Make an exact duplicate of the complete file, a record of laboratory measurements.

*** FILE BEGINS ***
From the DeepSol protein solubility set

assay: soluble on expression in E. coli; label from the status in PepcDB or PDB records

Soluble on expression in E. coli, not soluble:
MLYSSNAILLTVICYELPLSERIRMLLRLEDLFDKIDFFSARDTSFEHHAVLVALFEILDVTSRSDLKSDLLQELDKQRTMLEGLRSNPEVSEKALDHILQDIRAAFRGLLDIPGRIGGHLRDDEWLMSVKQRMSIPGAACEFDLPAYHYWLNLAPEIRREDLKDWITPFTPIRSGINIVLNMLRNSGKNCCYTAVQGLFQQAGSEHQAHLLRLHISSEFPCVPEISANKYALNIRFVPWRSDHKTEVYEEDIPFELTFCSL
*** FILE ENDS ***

From the DeepSol protein solubility set

assay: soluble on expression in E. coli; label from the status in PepcDB or PDB records

Soluble on expression in E. coli, not soluble:
MLYSSNAILLTVICYELPLSERIRMLLRLEDLFDKIDFFSARDTSFEHHAVLVALFEILDVTSRSDLKSDLLQELDKQRTMLEGLRSNPEVSEKALDHILQDIRAAFRGLLDIPGRIGGHLRDDEWLMSVKQRMSIPGAACEFDLPAYHYWLNLAPEIRREDLKDWITPFTPIRSGINIVLNMLRNSGKNCCYTAVQGLFQQAGSEHQAHLLRLHISSEFPCVPEISANKYALNIRFVPWRSDHKTEVYEEDIPFELTFCSL